Dr. Inderpal Randhawa still remembers the summer that changed it all.
While on a fellowship at Children’s Hospital Los Angeles, he spent a lot of time in the intensive care unit. His focus at the time was on lung transplants, but over the span of one summer, he saw a slew of fatal food allergy cases that left a lasting impression on him.
“These kids, they were totally fine; they were totally normal 30 minutes ago. And now they’re brain-dead,” Randhawa remembers thinking.
Fast forward 15 years, Randhawa now leads the Southern California Food Allergy Institute in Long Beach, where he and his team offer a unique treatment of food anaphylaxis—or strong allergic reactions to certain foods—that relies on large sets of data and applied mathematics.
In the upcoming year, Randhawa is planning to bring this treatment approach to new satellite sites outside of Long Beach—and unite the clinic’s local facilities on one single campus in the Long Beach area.
It all started when the family of a child he was treating approached him about founding an institute dedicated to the treatment of food allergies. Randhawa saw this as an opportunity to show that a treatment approach that relies on data and mathematics could work, and become a case study ushering in a new era of data-based medicine.
With initial funding from his patient’s family, he founded a pilot program in 2005. Nine years later he established the nonprofit that operates the institute today.
Although not a mathematician by training, Randhawa has always been fascinated with math and data, an interest he attributes to his father who came to the U.S. from India as a research scientist in the 1950s.
“There’s no gray zones in science,” Randhawa said. “You’re asking for data.”
But much of modern healthcare, he said, still treats medicine as an art rather than a science. Instead of collecting large amounts of data on their patients and basing treatment decisions on that data collected from millions of patients over time, physicians largely rely on their training and medical studies with limited numbers of participants to determine treatment options.
“I always found that it’s easiest to predict risk when you base it on numbers,” Randhawa said. “When I got into the healthcare field, I found that most people didn’t do it that way.”
How does the institute’s treatment approach work?
The institute matches up data on the patient’s immune system and its responses to certain foods with a massive data bank of food proteins, before slowly introducing individual proteins to the patient’s body, in an effort to cure it from the overreaction that is food anaphylaxis.
For example, a peanut contains 17 protein subgroups, some of which the patient might show an allergic reaction to.
“What we do is, we figure out for each patient—and they’re all unique—how to crossmatch and condition their immune system to knock off four, five, six, 10 or more of those proteins, before we ever give them peanuts,” Randhawa said.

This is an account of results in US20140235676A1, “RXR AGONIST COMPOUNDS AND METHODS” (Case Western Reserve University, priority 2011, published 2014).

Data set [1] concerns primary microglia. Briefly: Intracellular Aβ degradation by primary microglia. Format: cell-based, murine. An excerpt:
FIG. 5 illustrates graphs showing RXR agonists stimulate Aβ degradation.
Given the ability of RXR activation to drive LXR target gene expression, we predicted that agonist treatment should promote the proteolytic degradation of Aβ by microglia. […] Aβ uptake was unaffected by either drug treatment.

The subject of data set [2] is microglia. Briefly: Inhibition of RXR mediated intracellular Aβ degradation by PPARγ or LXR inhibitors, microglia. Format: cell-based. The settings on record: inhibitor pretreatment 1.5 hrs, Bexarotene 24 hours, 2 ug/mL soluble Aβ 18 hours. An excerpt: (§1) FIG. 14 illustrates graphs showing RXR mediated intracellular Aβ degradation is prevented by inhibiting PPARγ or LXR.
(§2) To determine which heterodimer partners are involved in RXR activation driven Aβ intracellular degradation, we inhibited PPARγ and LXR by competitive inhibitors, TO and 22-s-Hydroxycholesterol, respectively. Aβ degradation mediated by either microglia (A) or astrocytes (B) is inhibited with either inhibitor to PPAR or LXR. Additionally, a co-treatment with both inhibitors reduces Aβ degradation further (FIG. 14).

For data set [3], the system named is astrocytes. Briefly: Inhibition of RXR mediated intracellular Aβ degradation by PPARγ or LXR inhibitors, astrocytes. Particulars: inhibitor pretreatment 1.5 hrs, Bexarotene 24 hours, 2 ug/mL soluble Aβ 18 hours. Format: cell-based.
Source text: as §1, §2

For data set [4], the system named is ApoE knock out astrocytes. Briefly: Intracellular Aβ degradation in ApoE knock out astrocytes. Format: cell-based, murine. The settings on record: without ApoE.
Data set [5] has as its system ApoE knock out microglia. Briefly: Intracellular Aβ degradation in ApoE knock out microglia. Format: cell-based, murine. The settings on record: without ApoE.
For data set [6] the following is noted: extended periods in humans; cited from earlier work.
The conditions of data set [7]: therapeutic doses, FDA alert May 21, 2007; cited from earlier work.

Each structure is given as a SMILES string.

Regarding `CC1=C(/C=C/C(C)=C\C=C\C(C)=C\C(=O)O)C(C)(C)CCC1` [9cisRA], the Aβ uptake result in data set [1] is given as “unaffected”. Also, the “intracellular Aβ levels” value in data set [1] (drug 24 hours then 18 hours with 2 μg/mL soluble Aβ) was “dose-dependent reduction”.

This is done by slowly introducing the patient to other foods that contain one of the proteins that cause an allergic reaction, or giving them custom-made gummies containing the protein in question.
“We convince the immune system to not react as aggressively over time,” he said.
Palma Gallegos and her husband helped fund the institute after struggling to receive a diagnosis and find appropriate treatment for their son Matthew, who suffers from severe food allergies.
Allergic to peanuts, tree nuts, dairy, soy, gluten, vegetable oil and myriad other common ingredients, their son’s diet and environment had to be meticulously monitored throughout his childhood.
Since entering treatment at the institute two years ago, Dr. Randhawa’s approach has knocked soy, corn, beans, potatoes, eggs and tree nuts off Matthew’s roster of allergens, with peanuts being next on the list.
“It has changed his life,” Gallegos said.
What’s next for the institute?
Over the years, Randhawa has developed a growing list of patients traveling from across the world to receive treatment at the institute in Long Beach.
“We have pretty much every continent represented, except for Antarctica,” Randhawa said.
As such, the institute has made a significant impact, not just on the health of its patients, but the local economy as well.
An analysis of visiting patients spending activity, institute expenditures and other relevant data by local research firm Kleinhenz Economics found that each year, the institute’s operations create or support 190 jobs and $20.5 million in economic activity for the regional economy.
But to make the institute’s treatment approach more accessible to patients, Randhawa hopes to expand its services to several extension sites within the next year.
“All of these people who come here from outside of California to receive treatment would much rather have treatment near their home,” he said. “We’ve got to find a way to take this kind of treatment and bring it there.”
San Diego, the Bay Area and the East Coast are among the satellite locations currently under consideration.
Despite these plans, the Long Beach area will remain the institute’s home, one Randhawa is planning to expand on by consolidating its manufacturing facility, biobank and research hub on one local campus.
“I do believe that healthcare is ready for its next phase and that phase will involve big data,” Randhawa said. “I would like this to be a headquarters of this type of approach.”